I had 3 Bitcoins stored on my PC and I had a backup image of my PC. I restored my PC on another computer from the image and I had 3 Bitcoins on that computer also. I spent 5 Bitcoins as a test, and it worked. What just happened?

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    Can you be more precise about what you mean by "it worked"? – Greg Hewgill Jan 7 '15 at 19:46
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    You just made a double spend attack, but the transactions will be reverted as soon the network detect it. That's why is recommended wait for one confirmation at least. – Felipe Jan 7 '15 at 20:38
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    Can you give us the address(es) where you sent the bitcoin? – Mark S. Jan 8 '15 at 0:25
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    Wait, so it's that straightforward? I always thought/assumed it was pretty technically difficult to send double spent coins and/or malleable blocks? ie using raw Txns sent manually. – Wizard Of Ozzie Jan 8 '15 at 0:26
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    Can you send us the bitcoin addresses so we can look at them on a site like blockchain.info to determine what the network actually did with the transactions – Mark S. Jan 8 '15 at 23:22

It's like two people holding on to the same $20 bill and each of them saying, "see, I have 20 dollars!".

Bitcoins can be spent/accessed by anyone that has the private key to unlock them. If two computers have the same private key stored, then they can both access the bitcoins. If one wallet spends the bitcoins, the other wallet will show them as spent as well, just like one person spending the $20 bill means it is gone for the other person.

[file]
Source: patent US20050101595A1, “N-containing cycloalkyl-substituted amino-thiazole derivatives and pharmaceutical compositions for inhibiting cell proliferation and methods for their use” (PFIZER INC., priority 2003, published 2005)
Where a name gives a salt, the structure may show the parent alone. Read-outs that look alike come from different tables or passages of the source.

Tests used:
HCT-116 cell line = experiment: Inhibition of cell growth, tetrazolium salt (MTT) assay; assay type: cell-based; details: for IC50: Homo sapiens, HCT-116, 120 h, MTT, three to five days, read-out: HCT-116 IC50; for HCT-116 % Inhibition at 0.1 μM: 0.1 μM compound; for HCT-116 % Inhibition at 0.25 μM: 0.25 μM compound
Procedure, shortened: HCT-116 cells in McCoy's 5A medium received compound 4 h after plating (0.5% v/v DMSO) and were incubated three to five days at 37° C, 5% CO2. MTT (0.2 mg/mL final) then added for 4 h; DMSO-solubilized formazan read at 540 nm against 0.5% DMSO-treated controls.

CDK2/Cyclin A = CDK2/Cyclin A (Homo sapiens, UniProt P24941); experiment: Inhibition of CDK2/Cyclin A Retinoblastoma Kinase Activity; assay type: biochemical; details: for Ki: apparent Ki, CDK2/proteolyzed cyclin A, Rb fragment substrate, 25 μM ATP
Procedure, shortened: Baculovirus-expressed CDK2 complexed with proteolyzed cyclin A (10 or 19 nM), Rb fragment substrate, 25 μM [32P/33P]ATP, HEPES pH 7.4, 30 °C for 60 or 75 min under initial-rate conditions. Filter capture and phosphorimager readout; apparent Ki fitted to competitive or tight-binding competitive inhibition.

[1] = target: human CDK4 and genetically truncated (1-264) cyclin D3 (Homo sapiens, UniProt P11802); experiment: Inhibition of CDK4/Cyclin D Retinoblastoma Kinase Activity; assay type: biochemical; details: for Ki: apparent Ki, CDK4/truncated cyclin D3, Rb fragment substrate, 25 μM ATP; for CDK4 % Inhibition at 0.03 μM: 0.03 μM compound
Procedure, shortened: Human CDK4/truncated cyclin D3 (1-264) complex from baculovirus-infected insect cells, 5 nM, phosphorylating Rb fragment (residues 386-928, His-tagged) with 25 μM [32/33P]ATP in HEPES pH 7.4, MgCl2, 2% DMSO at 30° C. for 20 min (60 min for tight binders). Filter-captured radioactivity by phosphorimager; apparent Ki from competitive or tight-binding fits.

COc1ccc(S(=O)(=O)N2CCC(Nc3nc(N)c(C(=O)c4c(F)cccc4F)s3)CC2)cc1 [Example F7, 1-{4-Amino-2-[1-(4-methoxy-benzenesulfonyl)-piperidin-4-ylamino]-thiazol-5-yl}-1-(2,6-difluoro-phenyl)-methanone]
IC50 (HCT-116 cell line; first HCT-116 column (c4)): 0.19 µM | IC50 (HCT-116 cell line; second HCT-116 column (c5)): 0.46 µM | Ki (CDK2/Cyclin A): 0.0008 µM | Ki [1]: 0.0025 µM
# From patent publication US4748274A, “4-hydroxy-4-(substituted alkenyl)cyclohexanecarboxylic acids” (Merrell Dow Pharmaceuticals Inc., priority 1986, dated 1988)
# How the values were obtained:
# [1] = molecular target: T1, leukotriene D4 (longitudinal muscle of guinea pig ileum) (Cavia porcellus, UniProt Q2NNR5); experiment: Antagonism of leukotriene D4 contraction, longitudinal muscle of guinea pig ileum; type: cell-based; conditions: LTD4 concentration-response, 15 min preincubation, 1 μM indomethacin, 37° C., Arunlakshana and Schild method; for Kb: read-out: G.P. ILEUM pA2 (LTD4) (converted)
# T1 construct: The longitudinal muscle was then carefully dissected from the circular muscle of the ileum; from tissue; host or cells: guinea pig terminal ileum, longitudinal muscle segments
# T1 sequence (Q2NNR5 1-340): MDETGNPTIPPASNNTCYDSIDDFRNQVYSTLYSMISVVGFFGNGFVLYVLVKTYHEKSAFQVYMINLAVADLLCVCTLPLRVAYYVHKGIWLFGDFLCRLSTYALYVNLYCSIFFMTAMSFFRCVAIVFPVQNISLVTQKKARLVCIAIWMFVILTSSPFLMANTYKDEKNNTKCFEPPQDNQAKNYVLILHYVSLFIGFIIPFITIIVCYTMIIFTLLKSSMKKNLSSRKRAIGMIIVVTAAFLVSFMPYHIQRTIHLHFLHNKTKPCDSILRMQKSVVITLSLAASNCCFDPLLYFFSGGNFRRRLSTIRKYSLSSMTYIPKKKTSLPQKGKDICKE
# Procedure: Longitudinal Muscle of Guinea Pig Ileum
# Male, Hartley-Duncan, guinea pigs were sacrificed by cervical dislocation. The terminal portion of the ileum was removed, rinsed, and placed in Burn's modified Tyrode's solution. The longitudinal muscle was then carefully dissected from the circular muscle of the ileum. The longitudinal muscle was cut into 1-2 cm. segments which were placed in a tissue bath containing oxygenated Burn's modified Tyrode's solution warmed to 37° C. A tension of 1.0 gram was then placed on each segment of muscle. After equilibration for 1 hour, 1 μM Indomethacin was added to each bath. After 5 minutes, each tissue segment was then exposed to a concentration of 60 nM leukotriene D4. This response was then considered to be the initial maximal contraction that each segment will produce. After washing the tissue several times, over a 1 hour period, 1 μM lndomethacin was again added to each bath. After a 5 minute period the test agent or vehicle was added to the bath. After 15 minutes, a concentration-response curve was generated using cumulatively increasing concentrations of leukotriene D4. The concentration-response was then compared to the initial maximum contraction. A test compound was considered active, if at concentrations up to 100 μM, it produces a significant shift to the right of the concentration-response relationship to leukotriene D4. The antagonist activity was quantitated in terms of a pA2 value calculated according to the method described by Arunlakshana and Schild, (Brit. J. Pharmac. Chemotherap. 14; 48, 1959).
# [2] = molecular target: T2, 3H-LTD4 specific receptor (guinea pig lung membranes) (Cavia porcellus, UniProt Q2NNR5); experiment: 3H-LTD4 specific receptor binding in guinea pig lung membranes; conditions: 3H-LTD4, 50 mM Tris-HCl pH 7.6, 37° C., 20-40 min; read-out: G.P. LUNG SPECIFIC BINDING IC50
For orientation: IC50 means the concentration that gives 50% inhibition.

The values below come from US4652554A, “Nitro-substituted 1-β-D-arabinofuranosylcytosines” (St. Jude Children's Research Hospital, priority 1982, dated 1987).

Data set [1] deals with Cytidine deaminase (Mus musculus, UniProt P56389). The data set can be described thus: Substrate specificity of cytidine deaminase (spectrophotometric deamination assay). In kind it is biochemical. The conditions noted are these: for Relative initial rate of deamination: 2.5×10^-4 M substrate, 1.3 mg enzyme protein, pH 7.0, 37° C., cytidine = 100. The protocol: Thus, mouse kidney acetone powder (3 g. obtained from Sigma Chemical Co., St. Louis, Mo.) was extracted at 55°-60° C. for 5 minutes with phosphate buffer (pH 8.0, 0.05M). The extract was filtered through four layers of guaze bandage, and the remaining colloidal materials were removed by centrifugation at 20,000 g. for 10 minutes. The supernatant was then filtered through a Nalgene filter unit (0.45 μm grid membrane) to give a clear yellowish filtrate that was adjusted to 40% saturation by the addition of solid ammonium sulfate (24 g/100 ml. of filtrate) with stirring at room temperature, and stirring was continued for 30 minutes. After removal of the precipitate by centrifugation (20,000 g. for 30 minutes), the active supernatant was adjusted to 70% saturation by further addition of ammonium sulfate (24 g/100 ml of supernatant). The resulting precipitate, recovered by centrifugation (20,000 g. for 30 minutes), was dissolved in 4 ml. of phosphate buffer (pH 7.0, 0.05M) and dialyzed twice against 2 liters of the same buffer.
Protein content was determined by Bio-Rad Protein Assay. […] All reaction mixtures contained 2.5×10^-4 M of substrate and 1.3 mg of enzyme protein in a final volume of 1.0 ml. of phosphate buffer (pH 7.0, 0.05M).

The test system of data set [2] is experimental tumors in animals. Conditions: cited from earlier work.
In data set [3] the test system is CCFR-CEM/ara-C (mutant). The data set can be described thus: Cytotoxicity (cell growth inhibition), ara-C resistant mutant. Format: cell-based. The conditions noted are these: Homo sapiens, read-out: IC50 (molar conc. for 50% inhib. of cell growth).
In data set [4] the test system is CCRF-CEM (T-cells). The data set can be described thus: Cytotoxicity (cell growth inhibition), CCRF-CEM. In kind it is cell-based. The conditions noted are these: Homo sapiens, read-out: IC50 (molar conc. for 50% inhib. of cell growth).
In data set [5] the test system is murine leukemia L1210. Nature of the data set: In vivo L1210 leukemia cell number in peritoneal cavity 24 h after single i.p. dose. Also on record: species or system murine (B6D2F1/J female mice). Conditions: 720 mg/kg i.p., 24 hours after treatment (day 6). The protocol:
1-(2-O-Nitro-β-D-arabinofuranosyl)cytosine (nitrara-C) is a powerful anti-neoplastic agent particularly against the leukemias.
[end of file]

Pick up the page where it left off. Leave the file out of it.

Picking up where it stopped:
• So basically what your saying is it is possible to scam 2 different websites by using the same Bitcoins on both of them, right? – kirill2485 Jan 8 '15 at 23:18
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    Sort of. If both of the websites accept transactions with zero confirmations and they both happen to see the transaction that was sent to them before the transaction (sending the same coins) to the other site, then you possibly could. Most places don't accept zero-conf transactions, though, and you can't exactly control how transactions propagate. – morsecoder Jan 9 '15 at 15:37

As another analogy, it is like taking your bank statement, showing a $1000 balance, and making a copy of it, and thinking you now have a total of $2000 in two accounts. You don't; you are counting the same money twice.

If both computers' client software is in sync, then if you spend the coins on one computer, the other computer will also show them as spent. If you send coins from one wallet to the other, the destination wallet will show that you sent coins to yourself, and your balance will not increase.

If each wallet does show a total balance of 3 bitcoins, and they correspond to coins in the same addresses, then there should be no way to spend a total of 5 bitcoins. Indeed, there should be no way to get either client to even show that you have 5 bitcoins. It's not clear exactly what you mean when you say that you spent 5 bitcoins; for us to be sure of what happened, you would need to explain in detail exactly what you did.

If you spend coins from both wallets in quick succession, you may be able to create two different transactions that attempt to spend the same coins. This is called a double spend. However, only one of those transactions will be confirmed, so you can't actually get goods or services for both transactions, unless the other party is foolish enough not to wait for confirmations.


This occurrence has it's own name and there are lots of resources about this problematic aspect of bitcoins: https://en.bitcoin.it/wiki/Double-spending

The Bitcoin police is on the way to your house right now.


When you say you spent 5 BTC as a test, do you mean you sent off transactions worth 5 BTC? You essentially just tried to double spend and the blockchain is going to reject one of those.

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